Updated: Sep 12, 2019
10 simple ways to become a little more sustainable that still don't require you to change much
I wanted to make this a series of posts which explains the title. If you haven't yet read my beginner and intermediate tips, I recommend you check those out first unless you know you are ready for some more advanced tips that will probably actually require you to make some life changes.
These are the tips that those people who have all of their trash from five years in a mason jar probably follow but most of these tips I came up with myself.
Just as a forewarning, I do not follow all of these tips myself. Like I have mentioned time and time again, I am not in a place right now where I can dedicate my entire life to living more sustainably and I am sure each of you is not in that place as well. For example, we can't all have a garden if most of us are living in an apartment or renting.
My goal is to one day be very self sufficient. I would love to have some form of green energy powering my home. I would love to have acres of land dedicated to my own garden. I would love to make a lot of my own breads and other household staples. I would love to be able to make my own clothes, soap, cleaners, dyes, etc. Did you get the key word? One day. Not today, not tomorrow. All of that will take years to learn and adjust to as well as find a house that has more land that just a front yard with one tree.
I am sure a lot of you are in the same boat if you are reading this. Or, perhaps you are nearly there and you just need a little more inspiration to give you that last push.
1. Grow your own food:
If you have the luxury of owning a lot of land, plant a garden. If you live in an apartment, there are actually a few vegetables that grow well indoors. If anything, you can start a windowsill herb garden.
I would love to compost but a bin is must too expensive at the moment and we don't have enough land to build a compost box (plus we do not own the land). I am not an expert on composting so I recommend you do more research. If you do have the money or space, save your food scraps (plant material only) and grass clipping and twigs and leaves and throw them all into your bin, stir it around occasionally, ventilate it, and eventually it will turn into nutrient rich soil.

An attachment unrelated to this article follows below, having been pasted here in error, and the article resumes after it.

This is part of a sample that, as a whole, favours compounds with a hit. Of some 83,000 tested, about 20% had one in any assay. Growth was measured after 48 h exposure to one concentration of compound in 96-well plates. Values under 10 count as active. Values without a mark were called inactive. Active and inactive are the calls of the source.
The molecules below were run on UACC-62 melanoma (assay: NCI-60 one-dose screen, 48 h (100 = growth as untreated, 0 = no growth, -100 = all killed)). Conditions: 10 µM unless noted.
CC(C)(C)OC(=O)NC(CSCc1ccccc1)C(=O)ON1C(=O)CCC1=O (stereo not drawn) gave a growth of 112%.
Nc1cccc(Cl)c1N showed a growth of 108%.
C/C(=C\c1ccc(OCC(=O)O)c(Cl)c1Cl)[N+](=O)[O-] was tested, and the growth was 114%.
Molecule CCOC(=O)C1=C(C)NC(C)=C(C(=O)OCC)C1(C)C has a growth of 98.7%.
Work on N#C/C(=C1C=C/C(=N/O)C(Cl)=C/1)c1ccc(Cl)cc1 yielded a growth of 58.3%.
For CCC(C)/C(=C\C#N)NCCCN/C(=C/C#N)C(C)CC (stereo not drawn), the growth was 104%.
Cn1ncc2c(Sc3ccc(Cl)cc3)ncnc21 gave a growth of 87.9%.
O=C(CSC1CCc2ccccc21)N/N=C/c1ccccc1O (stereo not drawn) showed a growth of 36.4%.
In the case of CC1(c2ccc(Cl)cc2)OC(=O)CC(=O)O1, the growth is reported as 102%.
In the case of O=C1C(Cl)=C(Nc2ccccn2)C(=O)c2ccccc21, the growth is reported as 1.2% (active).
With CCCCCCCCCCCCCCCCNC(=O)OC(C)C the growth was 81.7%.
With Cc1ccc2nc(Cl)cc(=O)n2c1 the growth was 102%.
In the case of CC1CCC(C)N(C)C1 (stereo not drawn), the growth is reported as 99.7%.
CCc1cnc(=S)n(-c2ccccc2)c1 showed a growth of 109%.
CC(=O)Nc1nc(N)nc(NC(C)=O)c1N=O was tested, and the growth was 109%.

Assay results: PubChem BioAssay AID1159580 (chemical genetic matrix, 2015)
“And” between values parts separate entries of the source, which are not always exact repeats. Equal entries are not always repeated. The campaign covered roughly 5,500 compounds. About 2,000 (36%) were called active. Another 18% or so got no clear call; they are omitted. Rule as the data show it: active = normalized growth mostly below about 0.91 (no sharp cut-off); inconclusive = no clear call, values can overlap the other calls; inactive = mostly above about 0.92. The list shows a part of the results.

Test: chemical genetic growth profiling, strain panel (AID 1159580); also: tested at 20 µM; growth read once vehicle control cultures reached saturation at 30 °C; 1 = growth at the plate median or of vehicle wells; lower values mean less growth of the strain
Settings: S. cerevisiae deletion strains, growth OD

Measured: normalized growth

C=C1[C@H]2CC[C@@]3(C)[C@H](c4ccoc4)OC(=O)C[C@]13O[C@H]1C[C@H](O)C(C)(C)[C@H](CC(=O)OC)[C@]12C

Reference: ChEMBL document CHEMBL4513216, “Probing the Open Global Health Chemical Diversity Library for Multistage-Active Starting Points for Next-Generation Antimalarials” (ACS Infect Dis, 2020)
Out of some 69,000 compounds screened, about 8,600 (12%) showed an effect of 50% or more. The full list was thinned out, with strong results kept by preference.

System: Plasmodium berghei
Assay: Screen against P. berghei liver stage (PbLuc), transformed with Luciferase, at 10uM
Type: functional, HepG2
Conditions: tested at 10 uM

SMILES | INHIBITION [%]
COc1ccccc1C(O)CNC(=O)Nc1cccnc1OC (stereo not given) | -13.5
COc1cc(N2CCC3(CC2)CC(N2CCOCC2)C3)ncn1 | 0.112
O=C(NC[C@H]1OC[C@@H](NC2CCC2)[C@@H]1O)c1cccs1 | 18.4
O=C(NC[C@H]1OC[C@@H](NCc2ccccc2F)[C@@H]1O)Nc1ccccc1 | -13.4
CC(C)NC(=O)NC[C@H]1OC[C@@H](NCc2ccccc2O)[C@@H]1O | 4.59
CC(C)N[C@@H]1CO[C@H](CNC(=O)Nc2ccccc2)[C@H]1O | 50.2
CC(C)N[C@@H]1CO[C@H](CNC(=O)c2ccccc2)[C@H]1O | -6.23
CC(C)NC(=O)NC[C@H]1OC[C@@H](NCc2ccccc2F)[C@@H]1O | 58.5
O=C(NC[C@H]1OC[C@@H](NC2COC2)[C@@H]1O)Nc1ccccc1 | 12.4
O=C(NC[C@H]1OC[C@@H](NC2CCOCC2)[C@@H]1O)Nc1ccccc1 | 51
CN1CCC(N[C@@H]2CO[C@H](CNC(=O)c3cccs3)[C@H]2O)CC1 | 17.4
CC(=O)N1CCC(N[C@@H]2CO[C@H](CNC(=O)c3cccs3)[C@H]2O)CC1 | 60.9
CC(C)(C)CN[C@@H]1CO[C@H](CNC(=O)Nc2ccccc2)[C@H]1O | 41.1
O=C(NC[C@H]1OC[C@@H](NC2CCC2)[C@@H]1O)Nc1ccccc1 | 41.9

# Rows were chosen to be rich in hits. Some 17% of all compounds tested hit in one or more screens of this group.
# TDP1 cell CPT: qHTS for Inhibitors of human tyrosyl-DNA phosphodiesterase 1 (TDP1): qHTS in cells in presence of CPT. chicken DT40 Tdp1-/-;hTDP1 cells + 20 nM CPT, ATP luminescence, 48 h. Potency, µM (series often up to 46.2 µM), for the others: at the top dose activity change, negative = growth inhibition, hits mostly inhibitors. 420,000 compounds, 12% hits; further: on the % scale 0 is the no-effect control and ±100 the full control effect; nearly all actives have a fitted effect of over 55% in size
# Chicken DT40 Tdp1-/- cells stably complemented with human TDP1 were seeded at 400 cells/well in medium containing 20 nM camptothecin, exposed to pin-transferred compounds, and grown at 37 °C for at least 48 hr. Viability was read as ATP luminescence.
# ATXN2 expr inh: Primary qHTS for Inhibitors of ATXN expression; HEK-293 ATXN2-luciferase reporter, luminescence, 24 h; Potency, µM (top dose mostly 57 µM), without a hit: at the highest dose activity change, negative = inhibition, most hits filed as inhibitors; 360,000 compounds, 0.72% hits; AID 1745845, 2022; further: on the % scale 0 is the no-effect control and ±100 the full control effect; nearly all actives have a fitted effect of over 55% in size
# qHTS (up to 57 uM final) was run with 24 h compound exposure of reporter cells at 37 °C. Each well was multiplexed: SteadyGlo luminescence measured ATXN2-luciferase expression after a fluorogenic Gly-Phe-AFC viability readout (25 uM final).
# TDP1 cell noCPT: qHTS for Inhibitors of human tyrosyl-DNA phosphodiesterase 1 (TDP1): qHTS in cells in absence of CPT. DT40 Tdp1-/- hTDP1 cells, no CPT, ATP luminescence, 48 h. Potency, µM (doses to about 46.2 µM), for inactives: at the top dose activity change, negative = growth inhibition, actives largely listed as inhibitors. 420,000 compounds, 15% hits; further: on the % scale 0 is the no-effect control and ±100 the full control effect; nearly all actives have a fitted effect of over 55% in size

My favorite all purpose cleaner is made from soaking orange peels in vinegar for four weeks and mixing in equal parts water once it is finished. Place it in a spray bottle and use it for counter tops, the toilet, floors, and really any other hard surface. There are plenty of other recipes out there but this is my favorite. Go a step further and repurpose an old spray bottle or thrift one.
4. Make your own food:
This can be taken either way: make your own meals instead of eating out so much or literally make your own food from scratch. Some things I have learned to make myself are: sandwich bread, buns, baguettes, granola, rolls, and tortillas to name a few. These items all came in non-recyclable plastic bags and I eventually got sick of my waste so I learned to make it myself.
5. Switch your laundry and dish-washing soaps:
Switch to an eco-friendly store bought or homemade laundry and dishwasher detergent. In my washing machine, I use soap nuts/berries that my sister-in-law gifted me for Christmas and can be found on amazon. I also use reusable dryer balls instead of single-use dryer sheets. For the dishwasher, I use a concoction of salt, citric acid, baking soda, and water which you can mold into tabs or leave as a scoopable powder.
6. Make your own beauty products:
I have only tried two so far: toothpaste and anti-itch cream for bug bites. But, I have seen other bloggers make their own makeup, deodorant, and other items instead of buying them in plastic.
7. Find ways to reduce your food waste:
If you produce is about to go bad, dice it up and freeze it for smoothies or soups, juice it, make fruit or veggie chips, and even homemade broth. The possibilities are endless and you can save a lot of food from going to waste.
8. Don't forget your TP:
Most TP companies use virgin paper/trees to make their products. Instead, swap out toilet paper or buy TP made from bamboo or recycled paper instead of virgin paper. Or better yet, switch to a bidet style toilet. These take some getting used to, but they require little to no toilet paper.
9. That time of the most adds up:
Females, switch to a menstrual cup or reusable pads. The average woman will spend $150-$300 per year on feminine hygiene items per year. Instead, you can spend $20-$40 on a reusable menstrual cup and/or pads that will last several years.
10. Get used to the new mantra:
Instead of "reduce, reuse, recycle" try "refuse, reduce, reuse, recycle" in that order. Refuse first and foremost which will lead to you reducing your waste. Reuse every day things like scrap paper for your grocery list instead of buying a new notepad. Use old jars to store things instead of buying a brand new pack of mason jars. The list goes on. And of course, don't forget to recycle. While recycling isn't the best option, it sure does beat the landfill or the ocean that your trash might end up in.
If you made it through all three posts, thank you. Please feel free to comment your favorite tips or additional tips you might have. I will probably make more lists in the future as I learn from others and grow. I hope this inspired you to make a few more simple changes in your life.
Still want more tips? Check out the bonus list here!
"The smallest changes make the biggest impact when multiplied"